The 4 Different Types of Feedback and How to Them Effectively

The 4 Different Types of Feedback and How to Them Effectively
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The 4 Different Types of Feedback and How to Them Effectively

We’ve all received feedback during our performance reviews. Feedback not only engages the employee in the conversation it also spotlights vital issues.

Receiving feedback is an opportunity to grow. However, many people don’t look at feedback this way. People don’t want to be told what they need to improve, which makes giving feedback challenging. 

There are 4 main types of feedback. Learning about these will enable you to give effective feedback.

Depending on whom you’re sharing feedback with and the context, you can use one or more types of feedback.

  • Directive feedback, as the name suggests, is direct and essentially tells someone what to do though that doesn’t mean it is not put “nicely.”
  • Contingency feedback relies on making the person see the consequence. It talks about what can happen.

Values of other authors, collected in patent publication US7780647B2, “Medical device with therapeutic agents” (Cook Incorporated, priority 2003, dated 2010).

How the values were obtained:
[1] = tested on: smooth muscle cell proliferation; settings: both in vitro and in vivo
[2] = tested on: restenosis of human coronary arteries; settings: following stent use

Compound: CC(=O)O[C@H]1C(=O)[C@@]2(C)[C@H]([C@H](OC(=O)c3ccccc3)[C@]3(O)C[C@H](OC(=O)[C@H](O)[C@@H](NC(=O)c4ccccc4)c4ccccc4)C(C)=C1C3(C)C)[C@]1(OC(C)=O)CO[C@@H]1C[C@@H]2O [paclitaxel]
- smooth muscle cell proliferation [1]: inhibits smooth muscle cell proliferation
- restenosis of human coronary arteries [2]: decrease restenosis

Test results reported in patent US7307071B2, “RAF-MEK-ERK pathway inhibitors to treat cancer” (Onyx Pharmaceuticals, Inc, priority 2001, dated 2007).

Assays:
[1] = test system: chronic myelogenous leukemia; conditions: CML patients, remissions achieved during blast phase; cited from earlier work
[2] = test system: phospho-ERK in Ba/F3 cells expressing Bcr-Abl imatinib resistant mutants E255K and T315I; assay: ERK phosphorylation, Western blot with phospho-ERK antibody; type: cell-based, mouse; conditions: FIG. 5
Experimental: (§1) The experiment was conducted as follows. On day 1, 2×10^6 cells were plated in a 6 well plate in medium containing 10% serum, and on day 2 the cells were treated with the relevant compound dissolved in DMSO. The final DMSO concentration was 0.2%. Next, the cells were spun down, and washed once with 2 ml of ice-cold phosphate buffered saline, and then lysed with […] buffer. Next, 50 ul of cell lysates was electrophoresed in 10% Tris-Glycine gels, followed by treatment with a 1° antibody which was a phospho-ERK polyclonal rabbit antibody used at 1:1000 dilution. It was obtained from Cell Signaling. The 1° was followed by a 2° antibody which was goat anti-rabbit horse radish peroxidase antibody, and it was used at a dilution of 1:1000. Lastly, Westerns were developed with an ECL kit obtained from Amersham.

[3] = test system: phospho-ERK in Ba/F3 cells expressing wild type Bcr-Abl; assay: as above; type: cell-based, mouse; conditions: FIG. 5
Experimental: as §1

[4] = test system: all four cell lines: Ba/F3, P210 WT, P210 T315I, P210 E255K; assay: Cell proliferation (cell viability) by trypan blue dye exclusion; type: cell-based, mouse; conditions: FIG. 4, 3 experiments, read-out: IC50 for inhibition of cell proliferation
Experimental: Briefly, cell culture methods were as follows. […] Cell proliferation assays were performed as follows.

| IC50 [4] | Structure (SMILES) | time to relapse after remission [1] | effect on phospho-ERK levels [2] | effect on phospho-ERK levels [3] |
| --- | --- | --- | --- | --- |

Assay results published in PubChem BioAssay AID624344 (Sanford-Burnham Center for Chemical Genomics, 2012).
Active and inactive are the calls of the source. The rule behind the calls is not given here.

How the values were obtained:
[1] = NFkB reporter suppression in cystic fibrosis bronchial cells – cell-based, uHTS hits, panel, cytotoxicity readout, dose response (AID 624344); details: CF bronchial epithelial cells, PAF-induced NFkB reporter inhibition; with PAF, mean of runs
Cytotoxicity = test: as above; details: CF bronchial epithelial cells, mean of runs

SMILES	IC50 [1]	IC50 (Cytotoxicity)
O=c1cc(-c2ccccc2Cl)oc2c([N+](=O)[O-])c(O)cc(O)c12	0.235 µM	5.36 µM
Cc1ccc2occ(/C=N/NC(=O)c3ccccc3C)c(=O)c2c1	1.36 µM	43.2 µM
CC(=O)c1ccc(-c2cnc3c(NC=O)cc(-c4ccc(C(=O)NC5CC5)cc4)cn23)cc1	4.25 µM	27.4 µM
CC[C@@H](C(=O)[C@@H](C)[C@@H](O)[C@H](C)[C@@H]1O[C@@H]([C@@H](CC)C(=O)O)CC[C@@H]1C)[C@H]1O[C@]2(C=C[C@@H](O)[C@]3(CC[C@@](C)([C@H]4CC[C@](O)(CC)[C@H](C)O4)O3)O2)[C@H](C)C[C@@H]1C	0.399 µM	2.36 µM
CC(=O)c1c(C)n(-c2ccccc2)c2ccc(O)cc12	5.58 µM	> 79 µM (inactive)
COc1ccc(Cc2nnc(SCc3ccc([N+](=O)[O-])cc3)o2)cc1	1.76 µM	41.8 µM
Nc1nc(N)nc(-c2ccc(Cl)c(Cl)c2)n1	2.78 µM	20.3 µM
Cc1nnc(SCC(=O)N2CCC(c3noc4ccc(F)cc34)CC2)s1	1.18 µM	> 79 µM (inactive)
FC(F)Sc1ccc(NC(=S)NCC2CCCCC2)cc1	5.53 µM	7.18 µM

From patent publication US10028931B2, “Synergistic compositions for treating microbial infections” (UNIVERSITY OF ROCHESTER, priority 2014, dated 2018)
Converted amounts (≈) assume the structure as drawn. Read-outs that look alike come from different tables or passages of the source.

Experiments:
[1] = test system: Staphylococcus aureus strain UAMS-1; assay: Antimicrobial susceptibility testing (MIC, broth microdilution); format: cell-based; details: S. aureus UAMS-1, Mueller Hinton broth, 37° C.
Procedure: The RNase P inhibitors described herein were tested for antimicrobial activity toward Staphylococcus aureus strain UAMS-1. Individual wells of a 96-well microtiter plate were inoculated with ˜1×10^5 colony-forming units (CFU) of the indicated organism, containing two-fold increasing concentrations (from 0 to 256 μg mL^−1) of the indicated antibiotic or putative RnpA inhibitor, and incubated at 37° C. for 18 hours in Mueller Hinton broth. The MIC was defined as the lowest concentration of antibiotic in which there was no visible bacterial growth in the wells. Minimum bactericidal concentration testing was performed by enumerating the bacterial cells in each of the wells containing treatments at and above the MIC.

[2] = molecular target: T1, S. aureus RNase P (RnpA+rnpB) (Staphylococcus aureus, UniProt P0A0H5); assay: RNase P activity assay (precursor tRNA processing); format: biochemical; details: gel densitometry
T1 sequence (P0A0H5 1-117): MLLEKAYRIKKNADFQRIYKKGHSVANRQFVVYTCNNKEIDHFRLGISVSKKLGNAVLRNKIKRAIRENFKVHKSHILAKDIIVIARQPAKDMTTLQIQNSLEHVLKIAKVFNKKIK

• Attribution feedback describes someone or their actions in terms of quality or label.

Impact feedback aims to educate the person about the effect of their actions on others.

Impact feedback is most useful in performance reviews. Typically, this feedback aims to understand the “why” for a particular action. And this is why impact feedback is most likely to be well-received.

Feedback will also be received well if the giver is not authoritative or commanding, and that’s what impact feedback is.Impact feedback is not authoritative and can be a great starting point if you need to get to the authoritative feedback stage.

Whichever type of feedback you choose, remember these 10 mistakes to avoid while sharing feedback.

Avoid:

  • Judging individuals.
  • Sharing vague feedback.
  • Speaking for others in your feedback.
  • Trying to soften negative comments by sandwiching them between positive messages.
  • Exaggerating feedback with generalities.

Avoid:

  • Psychoanalyzing the motives behind the behavior.
  • Lengthy feedback.
  • Sharing implied threats via feedback.
  • Using inappropriate humor.
  • Phrasing feedback as a question.

“We all need people who will give us feedback. That’s how we improve.” – Bill Gates, Co-founder of Microsoft

While what Bill Gates says is accurate, as someone who shares feedback, you need to be watchful and customize your feedback to reduce resistance

Points to consider to reduce resistance to feedback

  • Consider the specific situation of the receiver.
  • Remember, everyone processes information differently.
  • Factor in the receiver’s personal situations.
  • Individualize your feedback by considering the receiver’s strengths and weaknesses.

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